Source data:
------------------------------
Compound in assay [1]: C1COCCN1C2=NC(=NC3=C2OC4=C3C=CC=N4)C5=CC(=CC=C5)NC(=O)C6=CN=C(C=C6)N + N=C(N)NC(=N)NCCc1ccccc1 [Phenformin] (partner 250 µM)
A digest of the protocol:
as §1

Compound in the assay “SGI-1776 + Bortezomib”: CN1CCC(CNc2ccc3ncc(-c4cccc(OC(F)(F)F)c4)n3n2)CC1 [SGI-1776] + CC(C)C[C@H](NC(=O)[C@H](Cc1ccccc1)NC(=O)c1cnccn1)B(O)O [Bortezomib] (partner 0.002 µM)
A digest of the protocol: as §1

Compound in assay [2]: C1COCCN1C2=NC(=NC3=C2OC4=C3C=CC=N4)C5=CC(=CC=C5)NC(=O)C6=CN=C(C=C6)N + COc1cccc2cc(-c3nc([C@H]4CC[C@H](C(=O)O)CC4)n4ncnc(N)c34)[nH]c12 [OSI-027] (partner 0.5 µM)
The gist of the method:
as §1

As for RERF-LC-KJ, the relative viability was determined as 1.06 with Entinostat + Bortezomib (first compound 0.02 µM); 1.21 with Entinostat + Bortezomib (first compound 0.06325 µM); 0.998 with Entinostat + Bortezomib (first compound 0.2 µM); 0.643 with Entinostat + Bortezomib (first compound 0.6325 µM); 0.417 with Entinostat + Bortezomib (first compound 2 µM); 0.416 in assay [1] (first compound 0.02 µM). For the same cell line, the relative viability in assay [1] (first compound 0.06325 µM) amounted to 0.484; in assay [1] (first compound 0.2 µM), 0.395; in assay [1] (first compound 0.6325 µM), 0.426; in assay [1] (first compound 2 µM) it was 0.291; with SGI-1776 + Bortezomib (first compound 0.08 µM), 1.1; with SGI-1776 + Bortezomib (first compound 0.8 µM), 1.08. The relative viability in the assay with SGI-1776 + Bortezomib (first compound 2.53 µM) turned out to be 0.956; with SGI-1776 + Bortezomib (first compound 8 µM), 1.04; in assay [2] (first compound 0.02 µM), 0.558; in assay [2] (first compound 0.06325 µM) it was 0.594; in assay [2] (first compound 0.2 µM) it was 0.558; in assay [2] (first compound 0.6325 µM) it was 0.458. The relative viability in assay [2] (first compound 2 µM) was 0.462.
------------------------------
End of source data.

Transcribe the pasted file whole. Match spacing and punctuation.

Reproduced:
Compound in assay [1]: C1COCCN1C2=NC(=NC3=C2OC4=C3C=CC=N4)C5=CC(=CC=C5)NC(=O)C6=CN=C(C=C6)N + N=C(N)NC(=N)NCCc1ccccc1 [Phenformin] (partner 250 µM)
A digest of the protocol:
as §1

Compound in the assay “SGI-1776 + Bortezomib”: CN1CCC(CNc2ccc3ncc(-c4cccc(OC(F)(F)F)c4)n3n2)CC1 [SGI-1776] + CC(C)C[C@H](NC(=O)[C@H](Cc1ccccc1)NC(=O)c1cnccn1)B(O)O [Bortezomib] (partner 0.002 µM)
A digest of the protocol: as §1

Compound in assay [2]: C1COCCN1C2=NC(=NC3=C2OC4=C3C=CC=N4)C5=CC(=CC=C5)NC(=O)C6=CN=C(C=C6)N + COc1cccc2cc(-c3nc([C@H]4CC[C@H](C(=O)O)CC4)n4ncnc(N)c34)[nH]c12 [OSI-027] (partner 0.5 µM)
The gist of the method:
as §1

As for RERF-LC-KJ, the relative viability was determined as 1.06 with Entinostat + Bortezomib (first compound 0.02 µM); 1.21 with Entinostat + Bortezomib (first compound 0.06325 µM); 0.998 with Entinostat + Bortezomib (first compound 0.2 µM); 0.643 with Entinostat + Bortezomib (first compound 0.6325 µM); 0.417 with Entinostat + Bortezomib (first compound 2 µM); 0.416 in assay [1] (first compound 0.02 µM). For the same cell line, the relative viability in assay [1] (first compound 0.06325 µM) amounted to 0.484; in assay [1] (first compound 0.2 µM), 0.395; in assay [1] (first compound 0.6325 µM), 0.426; in assay [1] (first compound 2 µM) it was 0.291; with SGI-1776 + Bortezomib (first compound 0.08 µM), 1.1; with SGI-1776 + Bortezomib (first compound 0.8 µM), 1.08. The relative viability in the assay with SGI-1776 + Bortezomib (first compound 2.53 µM) turned out to be 0.956; with SGI-1776 + Bortezomib (first compound 8 µM), 1.04; in assay [2] (first compound 0.02 µM), 0.558; in assay [2] (first compound 0.06325 µM) it was 0.594; in assay [2] (first compound 0.2 µM) it was 0.558; in assay [2] (first compound 0.6325 µM) it was 0.458. The relative viability in assay [2] (first compound 2 µM) was 0.462.